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Science has permeated marketing for decades. Fans of the television drama Mad Men saw a fictionalized encounter when an IBM System/360 mainframe computer physically displaced the creative department of a late-1960s advertising agency. In reality, though, the 1960s through the early 1990s witnessed a happy marriage of advertising and technology as marketers mastered both the medium of television and the science of Nielsen ratings. These years gave birth to iconic advertising messages in categories ranging from sparkling beverages (“I’d like to buy the world a Coke”) to credit cards (“American Express. Don’t leave home without it”) to air travel (“British Airways: the world’s favourite airline”).
Until recently, marketers could be forgiven for looking back wistfully at this golden age as new forces reshaped their world into something completely different. These new trends include a massive proliferation of television and online channels, the transformation of the home PC into a retail channel, the unrelenting rise of mobile social media and gaming, and—with all these trends—a constant battle for the consumer’s attention.
The resulting expansion of platforms has propelled consistent growth in marketing expenditures, which now total as much as $1 trillion globally. The efficacy of this spending is under deep scrutiny. For example, in a survey of CEOs, close to three out of four agreed with the following statement: Marketers “are always asking for more money, but can rarely explain how much incremental business this money will generate.” Chief marketing officers (CMOs), it appears, don’t disagree: in another recent survey, just over one-third said they had quantitatively proved the impact of their marketing outlays. Paradoxically, though, CEOs are looking to their CMOs more than ever, because they need top-line growth and view marketing as a critical lever to help them achieve it. Can marketers deliver amid ongoing performance pressures?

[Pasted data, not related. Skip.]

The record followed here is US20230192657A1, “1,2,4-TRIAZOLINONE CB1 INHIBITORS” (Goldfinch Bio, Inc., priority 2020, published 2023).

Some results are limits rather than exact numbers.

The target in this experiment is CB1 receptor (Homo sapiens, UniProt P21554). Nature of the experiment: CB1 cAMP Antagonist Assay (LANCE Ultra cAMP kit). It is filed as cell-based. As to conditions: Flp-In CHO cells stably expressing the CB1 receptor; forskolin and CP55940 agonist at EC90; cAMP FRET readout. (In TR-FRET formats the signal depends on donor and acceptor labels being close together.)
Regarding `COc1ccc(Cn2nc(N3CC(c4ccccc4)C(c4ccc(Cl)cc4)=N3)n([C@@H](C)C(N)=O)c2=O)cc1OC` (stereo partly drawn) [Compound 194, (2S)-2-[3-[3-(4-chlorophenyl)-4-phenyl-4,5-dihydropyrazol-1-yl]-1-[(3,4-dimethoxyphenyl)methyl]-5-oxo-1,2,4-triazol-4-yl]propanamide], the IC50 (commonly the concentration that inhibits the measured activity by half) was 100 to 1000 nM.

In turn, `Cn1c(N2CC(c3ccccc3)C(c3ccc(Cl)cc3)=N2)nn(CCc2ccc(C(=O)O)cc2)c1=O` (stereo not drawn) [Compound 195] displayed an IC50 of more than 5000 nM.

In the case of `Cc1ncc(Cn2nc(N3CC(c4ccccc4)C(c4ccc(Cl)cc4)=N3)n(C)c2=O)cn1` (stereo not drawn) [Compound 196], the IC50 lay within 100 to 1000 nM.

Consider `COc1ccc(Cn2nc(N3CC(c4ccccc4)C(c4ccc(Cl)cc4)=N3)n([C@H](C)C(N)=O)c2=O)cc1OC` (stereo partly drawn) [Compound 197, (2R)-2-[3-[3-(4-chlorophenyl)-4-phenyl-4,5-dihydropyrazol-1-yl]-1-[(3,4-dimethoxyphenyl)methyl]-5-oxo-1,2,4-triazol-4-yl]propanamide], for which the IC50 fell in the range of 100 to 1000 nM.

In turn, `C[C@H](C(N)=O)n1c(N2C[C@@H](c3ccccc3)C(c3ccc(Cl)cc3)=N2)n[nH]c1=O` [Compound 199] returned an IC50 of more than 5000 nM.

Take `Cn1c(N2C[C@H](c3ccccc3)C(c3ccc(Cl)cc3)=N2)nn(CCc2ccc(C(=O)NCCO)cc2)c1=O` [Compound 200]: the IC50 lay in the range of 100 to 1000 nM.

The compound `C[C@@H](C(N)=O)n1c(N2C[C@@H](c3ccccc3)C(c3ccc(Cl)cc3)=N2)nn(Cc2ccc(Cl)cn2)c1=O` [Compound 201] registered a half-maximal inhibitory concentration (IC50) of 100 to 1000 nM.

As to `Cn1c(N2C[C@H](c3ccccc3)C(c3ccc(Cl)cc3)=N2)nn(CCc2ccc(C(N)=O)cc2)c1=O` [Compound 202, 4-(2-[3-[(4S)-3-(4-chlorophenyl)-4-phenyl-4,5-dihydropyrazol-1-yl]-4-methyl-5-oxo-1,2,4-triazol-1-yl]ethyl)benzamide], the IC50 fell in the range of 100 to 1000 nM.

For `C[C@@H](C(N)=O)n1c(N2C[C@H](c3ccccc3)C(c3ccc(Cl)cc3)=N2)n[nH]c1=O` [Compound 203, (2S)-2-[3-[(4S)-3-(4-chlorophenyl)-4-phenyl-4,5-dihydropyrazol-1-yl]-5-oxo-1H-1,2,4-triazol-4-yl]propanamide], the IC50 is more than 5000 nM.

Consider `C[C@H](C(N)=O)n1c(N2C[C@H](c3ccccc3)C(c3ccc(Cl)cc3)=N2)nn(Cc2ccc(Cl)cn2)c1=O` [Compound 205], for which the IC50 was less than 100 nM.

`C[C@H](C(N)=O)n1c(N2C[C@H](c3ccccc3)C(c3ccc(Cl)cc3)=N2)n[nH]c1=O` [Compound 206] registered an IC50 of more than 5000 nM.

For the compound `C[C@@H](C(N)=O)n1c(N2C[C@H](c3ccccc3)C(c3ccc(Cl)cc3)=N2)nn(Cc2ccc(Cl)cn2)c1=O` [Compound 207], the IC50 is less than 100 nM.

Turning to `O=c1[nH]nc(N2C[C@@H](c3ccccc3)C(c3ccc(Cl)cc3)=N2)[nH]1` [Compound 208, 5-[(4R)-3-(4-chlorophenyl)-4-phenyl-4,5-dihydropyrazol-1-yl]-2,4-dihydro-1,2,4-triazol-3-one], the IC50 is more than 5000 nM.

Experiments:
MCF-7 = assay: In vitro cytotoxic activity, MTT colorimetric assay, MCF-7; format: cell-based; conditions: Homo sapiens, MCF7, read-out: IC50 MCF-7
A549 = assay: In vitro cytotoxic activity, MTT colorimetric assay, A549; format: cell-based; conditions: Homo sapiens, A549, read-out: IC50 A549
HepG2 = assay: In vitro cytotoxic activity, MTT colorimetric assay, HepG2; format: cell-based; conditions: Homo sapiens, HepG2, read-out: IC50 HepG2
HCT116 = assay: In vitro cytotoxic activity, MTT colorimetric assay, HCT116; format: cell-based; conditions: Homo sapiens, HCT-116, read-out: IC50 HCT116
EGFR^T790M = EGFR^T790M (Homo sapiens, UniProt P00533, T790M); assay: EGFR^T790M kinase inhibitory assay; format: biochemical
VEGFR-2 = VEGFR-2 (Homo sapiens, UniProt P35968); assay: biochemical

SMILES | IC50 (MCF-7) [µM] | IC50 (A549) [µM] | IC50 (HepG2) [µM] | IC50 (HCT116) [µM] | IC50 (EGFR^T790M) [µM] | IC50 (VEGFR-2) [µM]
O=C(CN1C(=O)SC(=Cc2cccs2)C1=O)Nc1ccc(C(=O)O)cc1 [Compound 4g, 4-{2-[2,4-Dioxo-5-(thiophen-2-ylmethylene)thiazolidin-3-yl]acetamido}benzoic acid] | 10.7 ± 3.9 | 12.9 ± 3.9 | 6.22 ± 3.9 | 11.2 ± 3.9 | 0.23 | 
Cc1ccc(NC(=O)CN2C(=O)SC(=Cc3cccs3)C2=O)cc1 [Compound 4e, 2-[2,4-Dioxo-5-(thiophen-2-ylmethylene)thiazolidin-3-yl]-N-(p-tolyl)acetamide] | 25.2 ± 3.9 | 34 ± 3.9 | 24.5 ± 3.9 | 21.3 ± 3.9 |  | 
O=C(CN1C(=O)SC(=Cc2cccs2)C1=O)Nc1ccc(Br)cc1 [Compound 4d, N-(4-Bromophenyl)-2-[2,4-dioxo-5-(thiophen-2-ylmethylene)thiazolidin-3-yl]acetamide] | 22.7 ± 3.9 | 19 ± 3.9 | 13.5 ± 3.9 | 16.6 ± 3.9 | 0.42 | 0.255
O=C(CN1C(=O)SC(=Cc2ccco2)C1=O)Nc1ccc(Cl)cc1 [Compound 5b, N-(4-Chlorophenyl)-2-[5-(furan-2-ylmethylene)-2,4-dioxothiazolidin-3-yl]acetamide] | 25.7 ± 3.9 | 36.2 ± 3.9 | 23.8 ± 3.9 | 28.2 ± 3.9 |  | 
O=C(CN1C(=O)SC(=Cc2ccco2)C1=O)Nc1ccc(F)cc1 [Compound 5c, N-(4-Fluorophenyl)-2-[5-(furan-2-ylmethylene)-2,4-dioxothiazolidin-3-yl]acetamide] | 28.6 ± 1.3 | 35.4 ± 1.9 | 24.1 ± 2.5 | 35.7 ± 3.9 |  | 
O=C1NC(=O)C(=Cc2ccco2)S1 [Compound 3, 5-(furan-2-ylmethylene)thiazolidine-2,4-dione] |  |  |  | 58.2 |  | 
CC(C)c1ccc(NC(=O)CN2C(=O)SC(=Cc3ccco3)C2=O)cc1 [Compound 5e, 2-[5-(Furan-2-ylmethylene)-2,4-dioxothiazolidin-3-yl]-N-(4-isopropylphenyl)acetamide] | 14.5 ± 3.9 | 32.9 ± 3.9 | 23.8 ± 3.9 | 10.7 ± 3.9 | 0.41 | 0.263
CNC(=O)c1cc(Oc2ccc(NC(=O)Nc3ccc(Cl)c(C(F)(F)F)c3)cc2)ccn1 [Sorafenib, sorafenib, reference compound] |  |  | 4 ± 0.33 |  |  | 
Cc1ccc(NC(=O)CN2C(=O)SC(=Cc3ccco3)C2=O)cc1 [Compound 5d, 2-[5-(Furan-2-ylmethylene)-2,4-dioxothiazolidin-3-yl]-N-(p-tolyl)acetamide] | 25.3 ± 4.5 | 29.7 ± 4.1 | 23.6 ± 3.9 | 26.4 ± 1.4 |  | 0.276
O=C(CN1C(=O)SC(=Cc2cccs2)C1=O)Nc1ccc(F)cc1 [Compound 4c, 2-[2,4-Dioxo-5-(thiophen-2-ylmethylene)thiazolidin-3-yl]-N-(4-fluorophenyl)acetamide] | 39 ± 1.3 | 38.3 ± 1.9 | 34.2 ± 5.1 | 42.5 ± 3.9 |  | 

The emerging new rules for marketing extend well beyond data and analysis . . . and even transcend the marketing organization itself.
In this article, we’ll explain why we think the answer is yes—and why we are, in fact, on the cusp of a new golden age for marketing. At the core of the new era are five elements that are simultaneously familiar and fast changing. The first two are the science and substance of marketing. Leading marketers are using research and analytics to shed light on who buys what, and why; who influences buyers; and when, in the consumer decision journey, marketing efforts are likely to yield the greatest return. That understanding, in turn, is making it possible for marketers to identify more effectively the functional benefits that customers need, the experiences they want, and the innovations they will value.
But this isn’t just another missive on the power of big data. Organizational simplicity is fueling speed, and story is pulling things together while inspiring both the customer and the organization. Happily, the story just seems to get better as creative minds express themselves through digital means, and it then echoes and expands through social media and user-generated content. As you’ll see, the emerging new rules for marketing extend well beyond data and analysis, crucial though those are, and even transcend the marketing organization itself.